Tuesday we tried out the water. Most of the kids did go in and get wet, but the current felt too strong, the water too cloudy to see where we were stepping, and certain sections were too deep so we all got out again after all the work of trying to get in! The kids were so brave though, and they really wanted to at least try it!

After leaving the creek we ventured up to higher (and dryer) ground east of the old building. There we discovered some wildflowers that most people haven’t seen before! The first time I encountered them I assumed they were a type of fungi because they seem to pop up after a rain and they have no chlorophyll to make them green. They are white and when they get older they turn black on the edges. I looked them up and found they are called “Indian pipes,” since their shape resembles pipes that some native people used. This was difficult to explain to young children, most of whom haven’t seen an old fashioned style pipe, not to mention the problematic name they were given long ago. Nevertheless, the plant is pretty interesting looking!

Wednesday was Mosquito Day!

The water was clear and much safer today, but unfortunately the air was quite literally swarming with blood-thirsty little mosquitoes! Despite multiple applications of bug repellent, we didn’t last long down in nor near the creek. It was too buggy to stand or sit still for even a moment, so we missed our Morning Meeting and our read-aloud time. The mosquitoes were slightly better for those of us wading in the creek, but not by much. We had a few interesting sink and float experiments, predicting whether a fern or a leaf would float better, and noticing how some sticks floated and others sank. But it was hard to have much fun when we were being attacked, so we gave in after about a half hour and packed up all of our things in order to escape!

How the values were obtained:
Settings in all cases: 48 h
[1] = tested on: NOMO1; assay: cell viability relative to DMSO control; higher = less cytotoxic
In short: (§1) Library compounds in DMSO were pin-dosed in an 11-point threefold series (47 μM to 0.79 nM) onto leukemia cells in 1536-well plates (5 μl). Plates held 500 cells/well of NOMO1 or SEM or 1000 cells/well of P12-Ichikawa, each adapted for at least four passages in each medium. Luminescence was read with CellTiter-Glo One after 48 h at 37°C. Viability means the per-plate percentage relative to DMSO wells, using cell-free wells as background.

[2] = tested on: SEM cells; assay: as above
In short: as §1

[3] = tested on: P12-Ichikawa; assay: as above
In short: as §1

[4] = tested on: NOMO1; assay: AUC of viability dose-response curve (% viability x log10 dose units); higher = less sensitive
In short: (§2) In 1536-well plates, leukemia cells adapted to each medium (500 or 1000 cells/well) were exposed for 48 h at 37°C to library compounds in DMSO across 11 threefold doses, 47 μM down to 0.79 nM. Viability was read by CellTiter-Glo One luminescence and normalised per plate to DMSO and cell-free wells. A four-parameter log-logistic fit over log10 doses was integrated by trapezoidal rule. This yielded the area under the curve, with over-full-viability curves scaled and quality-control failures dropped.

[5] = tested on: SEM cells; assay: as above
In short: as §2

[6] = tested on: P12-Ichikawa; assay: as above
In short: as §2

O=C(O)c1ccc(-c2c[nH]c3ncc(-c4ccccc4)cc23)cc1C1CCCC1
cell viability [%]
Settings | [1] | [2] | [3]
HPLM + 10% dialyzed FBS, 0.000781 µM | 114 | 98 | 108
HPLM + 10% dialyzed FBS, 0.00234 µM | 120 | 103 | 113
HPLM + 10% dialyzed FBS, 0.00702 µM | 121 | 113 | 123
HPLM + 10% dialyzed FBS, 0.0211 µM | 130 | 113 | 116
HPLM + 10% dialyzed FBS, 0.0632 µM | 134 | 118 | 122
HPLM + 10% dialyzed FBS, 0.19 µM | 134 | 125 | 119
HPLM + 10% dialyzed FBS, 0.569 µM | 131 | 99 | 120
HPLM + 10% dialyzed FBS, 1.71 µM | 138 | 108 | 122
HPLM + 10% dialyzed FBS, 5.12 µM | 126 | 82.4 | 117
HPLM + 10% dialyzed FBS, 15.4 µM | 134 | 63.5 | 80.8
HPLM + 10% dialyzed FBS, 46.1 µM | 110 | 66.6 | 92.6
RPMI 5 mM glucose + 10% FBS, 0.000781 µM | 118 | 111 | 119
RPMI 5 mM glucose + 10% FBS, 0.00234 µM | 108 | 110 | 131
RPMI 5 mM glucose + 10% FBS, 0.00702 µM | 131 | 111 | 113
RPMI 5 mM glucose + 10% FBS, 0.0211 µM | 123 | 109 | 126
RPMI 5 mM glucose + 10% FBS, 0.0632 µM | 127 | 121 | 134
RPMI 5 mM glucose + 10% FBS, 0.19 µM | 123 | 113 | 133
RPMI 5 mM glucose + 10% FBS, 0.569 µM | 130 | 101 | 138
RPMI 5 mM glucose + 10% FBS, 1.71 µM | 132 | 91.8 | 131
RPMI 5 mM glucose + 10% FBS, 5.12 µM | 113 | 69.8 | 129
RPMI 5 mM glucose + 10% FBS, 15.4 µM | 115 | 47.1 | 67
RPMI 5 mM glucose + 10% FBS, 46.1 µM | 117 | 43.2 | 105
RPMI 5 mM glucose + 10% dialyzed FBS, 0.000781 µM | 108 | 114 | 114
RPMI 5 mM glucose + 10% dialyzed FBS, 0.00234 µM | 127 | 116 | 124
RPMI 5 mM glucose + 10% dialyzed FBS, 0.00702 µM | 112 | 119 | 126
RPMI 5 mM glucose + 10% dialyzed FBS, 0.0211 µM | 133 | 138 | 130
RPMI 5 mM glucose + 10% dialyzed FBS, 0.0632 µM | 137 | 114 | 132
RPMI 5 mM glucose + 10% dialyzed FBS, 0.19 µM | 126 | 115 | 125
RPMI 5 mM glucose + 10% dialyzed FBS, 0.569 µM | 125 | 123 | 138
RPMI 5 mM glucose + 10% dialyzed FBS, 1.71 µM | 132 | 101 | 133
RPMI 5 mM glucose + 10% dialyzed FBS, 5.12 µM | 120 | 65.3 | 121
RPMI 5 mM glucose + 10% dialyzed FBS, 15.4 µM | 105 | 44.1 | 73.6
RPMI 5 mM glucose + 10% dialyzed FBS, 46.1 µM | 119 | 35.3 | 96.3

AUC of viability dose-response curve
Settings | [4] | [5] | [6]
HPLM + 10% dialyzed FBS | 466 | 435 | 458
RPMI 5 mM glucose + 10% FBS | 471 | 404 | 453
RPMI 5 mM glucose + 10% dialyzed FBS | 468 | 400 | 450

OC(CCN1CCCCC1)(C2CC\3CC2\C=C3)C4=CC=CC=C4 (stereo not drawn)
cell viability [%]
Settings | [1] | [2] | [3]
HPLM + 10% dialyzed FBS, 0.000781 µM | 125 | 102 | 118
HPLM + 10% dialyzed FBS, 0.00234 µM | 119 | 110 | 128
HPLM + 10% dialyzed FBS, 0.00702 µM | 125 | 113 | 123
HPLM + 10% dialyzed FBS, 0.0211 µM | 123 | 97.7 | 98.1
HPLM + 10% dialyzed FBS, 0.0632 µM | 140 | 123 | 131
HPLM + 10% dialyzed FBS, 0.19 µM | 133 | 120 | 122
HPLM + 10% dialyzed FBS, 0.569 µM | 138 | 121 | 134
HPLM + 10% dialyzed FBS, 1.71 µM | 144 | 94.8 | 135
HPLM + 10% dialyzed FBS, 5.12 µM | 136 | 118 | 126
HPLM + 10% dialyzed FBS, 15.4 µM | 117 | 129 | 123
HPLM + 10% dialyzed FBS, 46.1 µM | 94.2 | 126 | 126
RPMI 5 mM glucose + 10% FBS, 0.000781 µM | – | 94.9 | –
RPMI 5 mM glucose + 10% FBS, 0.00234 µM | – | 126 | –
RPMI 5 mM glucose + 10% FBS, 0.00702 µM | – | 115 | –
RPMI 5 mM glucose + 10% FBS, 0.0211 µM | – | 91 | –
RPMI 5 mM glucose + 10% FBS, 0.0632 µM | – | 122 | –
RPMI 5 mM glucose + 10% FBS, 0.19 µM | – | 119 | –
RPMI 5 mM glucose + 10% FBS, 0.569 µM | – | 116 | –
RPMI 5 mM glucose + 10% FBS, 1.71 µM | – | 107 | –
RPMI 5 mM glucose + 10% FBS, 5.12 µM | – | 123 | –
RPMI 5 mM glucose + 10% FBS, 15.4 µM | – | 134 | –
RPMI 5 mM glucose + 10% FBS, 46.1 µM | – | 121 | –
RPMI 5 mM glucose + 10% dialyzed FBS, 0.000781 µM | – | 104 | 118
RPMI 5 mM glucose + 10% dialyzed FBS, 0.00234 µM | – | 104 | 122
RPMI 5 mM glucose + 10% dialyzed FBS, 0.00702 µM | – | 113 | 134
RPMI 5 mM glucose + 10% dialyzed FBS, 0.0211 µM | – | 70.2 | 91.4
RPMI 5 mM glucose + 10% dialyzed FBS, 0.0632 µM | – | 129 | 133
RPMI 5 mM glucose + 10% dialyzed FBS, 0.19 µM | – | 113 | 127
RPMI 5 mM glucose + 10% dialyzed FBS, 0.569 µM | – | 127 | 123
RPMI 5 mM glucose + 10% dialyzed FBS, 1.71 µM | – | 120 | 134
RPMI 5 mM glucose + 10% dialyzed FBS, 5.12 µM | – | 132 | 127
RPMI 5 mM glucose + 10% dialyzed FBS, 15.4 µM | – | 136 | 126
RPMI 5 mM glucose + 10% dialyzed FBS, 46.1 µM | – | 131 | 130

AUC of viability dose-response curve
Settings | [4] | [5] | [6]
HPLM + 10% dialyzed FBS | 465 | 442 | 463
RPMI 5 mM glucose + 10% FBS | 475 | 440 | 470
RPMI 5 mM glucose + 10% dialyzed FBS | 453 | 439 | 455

We decided to go exploring on a walk down the road instead. I’m so glad we did! The road is a short, dead-end, nearly country road so the only vehicle we saw was a USPS mail truck. There was plenty to see and do on our walk, and enough time to go at our own pace. The kids were thrilled to get to eat some wild black raspberries that grew alongside, though I picked them and handed them out since reaching into the thorny brambles amidst poison ivy was more than I wanted to subject the kids to after all of their mosquito bites! We also saw where “our” creek flows beneath the road and comes out the other side. As sad as it made me, I pointed out a small turtle that had been flattened some time ago on the road and taught the kids a little bit about turtles and what to do and what not to do if we see one crossing the road.